- nevertheless, if i've taken one thing away from the last hour or so, it is that this recording truly does capture some FUCKING INCREDIBLE MUSIC. if i'm not mistaken, i said something suitably and similarly hyperbolic when i first heard it, but well, it's that kind of music. actually, that first time, like many listeners typically do, i wasn't fully paying attention when the music began and therefore didn;t really engage with it until it first hit a peak of focussed intensity; from then on, it rarely drops for a second and as a result i remembered the whole thing almost as if it entices from the word go; but this is not necessarily the case, and that is fine: this sort of music is above all a process, not a product. tonight it took almost seven minutes before i realised i was fully under the spell. the opening entries - from bailey, starting then stopping then re-starting all on his own, then lewis then braxton practically on top of each other - were fascinating, hearing the sound being worked up literally from nothing and the players feel their way around each other; but i lost the thread within the first minute, in all probability, picking it up only for scattered seconds after that until around the 7.00 min mark like i say, when b. is stripping layers off the inside of his saxophone and the three of them are suddenly really really cooking.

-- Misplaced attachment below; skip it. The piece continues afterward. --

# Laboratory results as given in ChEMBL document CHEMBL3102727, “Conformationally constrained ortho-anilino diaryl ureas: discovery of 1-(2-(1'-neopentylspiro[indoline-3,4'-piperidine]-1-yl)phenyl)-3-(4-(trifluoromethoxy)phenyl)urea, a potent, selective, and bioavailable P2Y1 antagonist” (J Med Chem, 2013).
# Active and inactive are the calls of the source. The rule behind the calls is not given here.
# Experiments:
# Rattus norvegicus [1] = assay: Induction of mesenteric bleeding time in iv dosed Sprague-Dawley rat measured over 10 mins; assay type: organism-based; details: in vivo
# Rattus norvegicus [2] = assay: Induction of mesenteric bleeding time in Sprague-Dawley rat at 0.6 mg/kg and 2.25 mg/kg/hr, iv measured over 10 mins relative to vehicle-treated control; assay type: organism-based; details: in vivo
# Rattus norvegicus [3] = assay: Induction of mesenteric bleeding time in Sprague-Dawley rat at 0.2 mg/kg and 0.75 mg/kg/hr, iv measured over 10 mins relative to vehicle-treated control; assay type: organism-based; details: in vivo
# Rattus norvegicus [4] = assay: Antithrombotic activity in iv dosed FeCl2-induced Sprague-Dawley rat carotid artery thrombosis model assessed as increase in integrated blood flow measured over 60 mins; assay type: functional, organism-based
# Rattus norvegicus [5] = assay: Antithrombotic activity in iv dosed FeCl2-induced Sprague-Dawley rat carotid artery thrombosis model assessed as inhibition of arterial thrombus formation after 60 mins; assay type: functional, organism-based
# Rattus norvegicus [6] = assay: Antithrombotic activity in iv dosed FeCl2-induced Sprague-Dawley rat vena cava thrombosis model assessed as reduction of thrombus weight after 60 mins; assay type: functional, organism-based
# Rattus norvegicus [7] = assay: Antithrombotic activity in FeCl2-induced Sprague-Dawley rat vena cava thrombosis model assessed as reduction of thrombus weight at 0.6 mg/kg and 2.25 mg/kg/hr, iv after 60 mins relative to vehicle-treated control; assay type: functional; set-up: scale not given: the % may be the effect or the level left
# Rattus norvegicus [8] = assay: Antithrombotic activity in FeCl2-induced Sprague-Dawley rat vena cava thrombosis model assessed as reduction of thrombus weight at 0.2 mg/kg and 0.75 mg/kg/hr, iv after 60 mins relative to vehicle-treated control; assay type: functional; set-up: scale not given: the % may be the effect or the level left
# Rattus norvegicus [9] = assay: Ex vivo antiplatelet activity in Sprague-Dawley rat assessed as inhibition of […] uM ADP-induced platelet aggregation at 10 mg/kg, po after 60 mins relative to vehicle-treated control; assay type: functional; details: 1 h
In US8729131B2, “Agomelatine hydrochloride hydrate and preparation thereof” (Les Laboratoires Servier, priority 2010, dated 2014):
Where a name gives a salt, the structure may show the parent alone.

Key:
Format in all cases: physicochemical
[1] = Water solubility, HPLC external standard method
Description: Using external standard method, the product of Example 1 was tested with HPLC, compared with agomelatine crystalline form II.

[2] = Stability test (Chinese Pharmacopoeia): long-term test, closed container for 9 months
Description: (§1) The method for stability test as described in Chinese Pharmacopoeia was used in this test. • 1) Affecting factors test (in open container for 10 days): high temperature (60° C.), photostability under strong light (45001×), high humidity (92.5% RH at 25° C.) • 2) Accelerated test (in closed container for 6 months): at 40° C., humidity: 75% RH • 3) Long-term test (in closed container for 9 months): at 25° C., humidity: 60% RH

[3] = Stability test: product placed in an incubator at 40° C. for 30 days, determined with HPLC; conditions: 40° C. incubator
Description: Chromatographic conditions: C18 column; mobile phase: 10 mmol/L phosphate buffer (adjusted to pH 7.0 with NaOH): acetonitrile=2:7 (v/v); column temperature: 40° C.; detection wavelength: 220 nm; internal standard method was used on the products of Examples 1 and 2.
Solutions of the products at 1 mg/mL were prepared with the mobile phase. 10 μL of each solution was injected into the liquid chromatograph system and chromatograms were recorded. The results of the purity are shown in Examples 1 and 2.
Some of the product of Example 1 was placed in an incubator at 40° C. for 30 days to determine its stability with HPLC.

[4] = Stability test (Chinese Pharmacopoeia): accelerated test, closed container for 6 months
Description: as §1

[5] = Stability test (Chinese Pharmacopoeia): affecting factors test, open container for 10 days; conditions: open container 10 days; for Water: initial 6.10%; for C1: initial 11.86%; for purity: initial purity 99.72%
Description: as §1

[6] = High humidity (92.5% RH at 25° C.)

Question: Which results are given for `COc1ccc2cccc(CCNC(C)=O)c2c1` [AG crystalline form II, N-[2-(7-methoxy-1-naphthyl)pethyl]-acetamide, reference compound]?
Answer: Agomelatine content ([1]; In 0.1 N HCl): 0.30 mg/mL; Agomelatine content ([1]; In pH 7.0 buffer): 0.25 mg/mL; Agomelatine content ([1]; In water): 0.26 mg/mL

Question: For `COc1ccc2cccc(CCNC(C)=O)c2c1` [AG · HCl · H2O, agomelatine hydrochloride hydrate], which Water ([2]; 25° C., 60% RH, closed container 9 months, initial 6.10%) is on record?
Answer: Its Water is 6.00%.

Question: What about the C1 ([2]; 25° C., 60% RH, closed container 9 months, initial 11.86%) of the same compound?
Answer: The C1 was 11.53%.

it came up out of them organically, as if from nowhere - but inevitably.